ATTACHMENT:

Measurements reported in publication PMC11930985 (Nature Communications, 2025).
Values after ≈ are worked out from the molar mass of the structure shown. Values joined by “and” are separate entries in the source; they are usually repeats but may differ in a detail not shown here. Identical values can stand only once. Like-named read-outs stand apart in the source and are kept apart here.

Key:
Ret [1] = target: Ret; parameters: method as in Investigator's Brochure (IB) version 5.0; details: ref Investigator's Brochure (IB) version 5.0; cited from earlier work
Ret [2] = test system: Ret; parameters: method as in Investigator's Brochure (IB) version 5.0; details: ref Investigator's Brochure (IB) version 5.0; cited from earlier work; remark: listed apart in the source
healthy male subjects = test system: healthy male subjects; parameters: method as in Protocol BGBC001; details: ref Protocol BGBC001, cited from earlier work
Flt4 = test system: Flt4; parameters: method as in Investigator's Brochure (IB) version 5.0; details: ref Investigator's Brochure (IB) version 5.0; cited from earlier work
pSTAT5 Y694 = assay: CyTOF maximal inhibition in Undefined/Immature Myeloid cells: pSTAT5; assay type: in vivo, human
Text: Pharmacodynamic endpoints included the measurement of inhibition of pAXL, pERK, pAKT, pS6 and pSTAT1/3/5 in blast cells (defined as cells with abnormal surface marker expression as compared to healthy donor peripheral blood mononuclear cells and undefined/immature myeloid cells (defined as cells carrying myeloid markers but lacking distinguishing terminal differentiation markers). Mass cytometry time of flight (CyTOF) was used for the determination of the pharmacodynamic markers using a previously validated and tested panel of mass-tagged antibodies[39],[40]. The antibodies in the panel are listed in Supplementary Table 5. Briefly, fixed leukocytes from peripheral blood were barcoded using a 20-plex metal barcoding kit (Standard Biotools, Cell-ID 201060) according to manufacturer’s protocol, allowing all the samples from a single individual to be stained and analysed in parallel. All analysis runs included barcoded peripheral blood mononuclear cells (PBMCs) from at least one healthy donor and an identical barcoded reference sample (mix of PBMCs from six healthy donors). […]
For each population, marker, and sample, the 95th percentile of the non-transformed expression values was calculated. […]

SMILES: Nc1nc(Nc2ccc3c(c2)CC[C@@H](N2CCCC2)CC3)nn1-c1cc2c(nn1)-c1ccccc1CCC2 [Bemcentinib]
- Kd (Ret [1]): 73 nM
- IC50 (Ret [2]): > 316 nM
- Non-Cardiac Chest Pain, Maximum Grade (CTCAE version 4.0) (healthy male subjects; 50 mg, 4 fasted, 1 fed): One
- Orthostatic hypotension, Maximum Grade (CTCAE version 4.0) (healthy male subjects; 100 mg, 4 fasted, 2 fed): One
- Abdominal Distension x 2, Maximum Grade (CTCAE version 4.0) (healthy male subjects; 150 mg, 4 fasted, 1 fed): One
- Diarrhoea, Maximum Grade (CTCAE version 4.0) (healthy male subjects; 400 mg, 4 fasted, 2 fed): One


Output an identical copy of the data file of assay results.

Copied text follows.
Measurements reported in publication PMC11930985 (Nature Communications, 2025).
Values after ≈ are worked out from the molar mass of the structure shown. Values joined by “and” are separate entries in the source; they are usually repeats but may differ in a detail not shown here. Identical values can stand only once. Like-named read-outs stand apart in the source and are kept apart here.

Key:
Ret [1] = target: Ret; parameters: method as in Investigator's Brochure (IB) version 5.0; details: ref Investigator's Brochure (IB) version 5.0; cited from earlier work
Ret [2] = test system: Ret; parameters: method as in Investigator's Brochure (IB) version 5.0; details: ref Investigator's Brochure (IB) version 5.0; cited from earlier work; remark: listed apart in the source
healthy male subjects = test system: healthy male subjects; parameters: method as in Protocol BGBC001; details: ref Protocol BGBC001, cited from earlier work
Flt4 = test system: Flt4; parameters: method as in Investigator's Brochure (IB) version 5.0; details: ref Investigator's Brochure (IB) version 5.0; cited from earlier work
pSTAT5 Y694 = assay: CyTOF maximal inhibition in Undefined/Immature Myeloid cells: pSTAT5; assay type: in vivo, human
Text: Pharmacodynamic endpoints included the measurement of inhibition of pAXL, pERK, pAKT, pS6 and pSTAT1/3/5 in blast cells (defined as cells with abnormal surface marker expression as compared to healthy donor peripheral blood mononuclear cells and undefined/immature myeloid cells (defined as cells carrying myeloid markers but lacking distinguishing terminal differentiation markers). Mass cytometry time of flight (CyTOF) was used for the determination of the pharmacodynamic markers using a previously validated and tested panel of mass-tagged antibodies[39],[40]. The antibodies in the panel are listed in Supplementary Table 5. Briefly, fixed leukocytes from peripheral blood were barcoded using a 20-plex metal barcoding kit (Standard Biotools, Cell-ID 201060) according to manufacturer’s protocol, allowing all the samples from a single individual to be stained and analysed in parallel. All analysis runs included barcoded peripheral blood mononuclear cells (PBMCs) from at least one healthy donor and an identical barcoded reference sample (mix of PBMCs from six healthy donors). […]
For each population, marker, and sample, the 95th percentile of the non-transformed expression values was calculated. […]

SMILES: Nc1nc(Nc2ccc3c(c2)CC[C@@H](N2CCCC2)CC3)nn1-c1cc2c(nn1)-c1ccccc1CCC2 [Bemcentinib]
- Kd (Ret [1]): 73 nM
- IC50 (Ret [2]): > 316 nM
- Non-Cardiac Chest Pain, Maximum Grade (CTCAE version 4.0) (healthy male subjects; 50 mg, 4 fasted, 1 fed): One
- Orthostatic hypotension, Maximum Grade (CTCAE version 4.0) (healthy male subjects; 100 mg, 4 fasted, 2 fed): One
- Abdominal Distension x 2, Maximum Grade (CTCAE version 4.0) (healthy male subjects; 150 mg, 4 fasted, 1 fed): One
- Diarrhoea, Maximum Grade (CTCAE version 4.0) (healthy male subjects; 400 mg, 4 fasted, 2 fed): One